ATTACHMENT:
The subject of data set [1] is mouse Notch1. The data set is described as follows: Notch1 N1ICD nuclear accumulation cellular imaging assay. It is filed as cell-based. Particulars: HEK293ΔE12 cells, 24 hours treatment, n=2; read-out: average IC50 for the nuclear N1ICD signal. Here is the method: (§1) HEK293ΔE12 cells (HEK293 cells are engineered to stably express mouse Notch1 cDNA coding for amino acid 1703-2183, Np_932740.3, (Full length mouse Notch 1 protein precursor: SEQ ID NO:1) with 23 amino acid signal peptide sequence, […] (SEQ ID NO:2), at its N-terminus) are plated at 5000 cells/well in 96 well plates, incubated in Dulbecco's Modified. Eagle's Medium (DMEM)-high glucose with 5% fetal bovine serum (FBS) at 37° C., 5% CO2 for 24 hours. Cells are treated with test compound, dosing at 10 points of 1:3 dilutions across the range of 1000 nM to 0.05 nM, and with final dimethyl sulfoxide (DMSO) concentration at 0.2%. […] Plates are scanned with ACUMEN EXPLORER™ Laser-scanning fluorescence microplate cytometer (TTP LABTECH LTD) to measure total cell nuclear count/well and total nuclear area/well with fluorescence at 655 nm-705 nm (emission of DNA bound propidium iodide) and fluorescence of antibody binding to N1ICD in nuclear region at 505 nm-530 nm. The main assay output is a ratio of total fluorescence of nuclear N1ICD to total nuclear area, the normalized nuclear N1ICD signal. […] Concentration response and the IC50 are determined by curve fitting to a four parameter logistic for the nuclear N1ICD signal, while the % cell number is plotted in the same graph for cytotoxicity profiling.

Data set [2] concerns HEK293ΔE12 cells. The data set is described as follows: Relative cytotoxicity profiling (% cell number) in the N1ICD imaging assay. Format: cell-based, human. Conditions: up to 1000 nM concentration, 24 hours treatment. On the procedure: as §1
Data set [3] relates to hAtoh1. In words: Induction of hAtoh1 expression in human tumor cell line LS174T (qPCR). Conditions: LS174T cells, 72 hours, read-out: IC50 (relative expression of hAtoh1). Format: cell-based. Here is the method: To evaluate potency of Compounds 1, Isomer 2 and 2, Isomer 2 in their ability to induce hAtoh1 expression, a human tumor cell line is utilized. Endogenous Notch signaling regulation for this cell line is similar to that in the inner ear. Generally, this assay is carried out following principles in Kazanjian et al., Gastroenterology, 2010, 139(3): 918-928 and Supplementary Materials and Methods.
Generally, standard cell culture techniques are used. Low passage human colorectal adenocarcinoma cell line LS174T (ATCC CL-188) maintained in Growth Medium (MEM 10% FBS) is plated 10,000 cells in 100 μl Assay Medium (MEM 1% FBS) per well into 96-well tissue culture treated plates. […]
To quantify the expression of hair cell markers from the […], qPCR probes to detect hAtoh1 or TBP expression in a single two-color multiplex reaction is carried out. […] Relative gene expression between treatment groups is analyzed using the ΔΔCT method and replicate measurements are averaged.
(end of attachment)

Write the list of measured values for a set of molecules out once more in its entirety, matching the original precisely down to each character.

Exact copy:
The subject of data set [1] is mouse Notch1. The data set is described as follows: Notch1 N1ICD nuclear accumulation cellular imaging assay. It is filed as cell-based. Particulars: HEK293ΔE12 cells, 24 hours treatment, n=2; read-out: average IC50 for the nuclear N1ICD signal. Here is the method: (§1) HEK293ΔE12 cells (HEK293 cells are engineered to stably express mouse Notch1 cDNA coding for amino acid 1703-2183, Np_932740.3, (Full length mouse Notch 1 protein precursor: SEQ ID NO:1) with 23 amino acid signal peptide sequence, […] (SEQ ID NO:2), at its N-terminus) are plated at 5000 cells/well in 96 well plates, incubated in Dulbecco's Modified. Eagle's Medium (DMEM)-high glucose with 5% fetal bovine serum (FBS) at 37° C., 5% CO2 for 24 hours. Cells are treated with test compound, dosing at 10 points of 1:3 dilutions across the range of 1000 nM to 0.05 nM, and with final dimethyl sulfoxide (DMSO) concentration at 0.2%. […] Plates are scanned with ACUMEN EXPLORER™ Laser-scanning fluorescence microplate cytometer (TTP LABTECH LTD) to measure total cell nuclear count/well and total nuclear area/well with fluorescence at 655 nm-705 nm (emission of DNA bound propidium iodide) and fluorescence of antibody binding to N1ICD in nuclear region at 505 nm-530 nm. The main assay output is a ratio of total fluorescence of nuclear N1ICD to total nuclear area, the normalized nuclear N1ICD signal. […] Concentration response and the IC50 are determined by curve fitting to a four parameter logistic for the nuclear N1ICD signal, while the % cell number is plotted in the same graph for cytotoxicity profiling.

Data set [2] concerns HEK293ΔE12 cells. The data set is described as follows: Relative cytotoxicity profiling (% cell number) in the N1ICD imaging assay. Format: cell-based, human. Conditions: up to 1000 nM concentration, 24 hours treatment. On the procedure: as §1
Data set [3] relates to hAtoh1. In words: Induction of hAtoh1 expression in human tumor cell line LS174T (qPCR). Conditions: LS174T cells, 72 hours, read-out: IC50 (relative expression of hAtoh1). Format: cell-based. Here is the method: To evaluate potency of Compounds 1, Isomer 2 and 2, Isomer 2 in their ability to induce hAtoh1 expression, a human tumor cell line is utilized. Endogenous Notch signaling regulation for this cell line is similar to that in the inner ear. Generally, this assay is carried out following principles in Kazanjian et al., Gastroenterology, 2010, 139(3): 918-928 and Supplementary Materials and Methods.
Generally, standard cell culture techniques are used. Low passage human colorectal adenocarcinoma cell line LS174T (ATCC CL-188) maintained in Growth Medium (MEM 10% FBS) is plated 10,000 cells in 100 μl Assay Medium (MEM 1% FBS) per well into 96-well tissue culture treated plates. […]
To quantify the expression of hair cell markers from the […], qPCR probes to detect hAtoh1 or TBP expression in a single two-color multiplex reaction is carried out. […] Relative gene expression between treatment groups is analyzed using the ΔΔCT method and replicate measurements are averaged.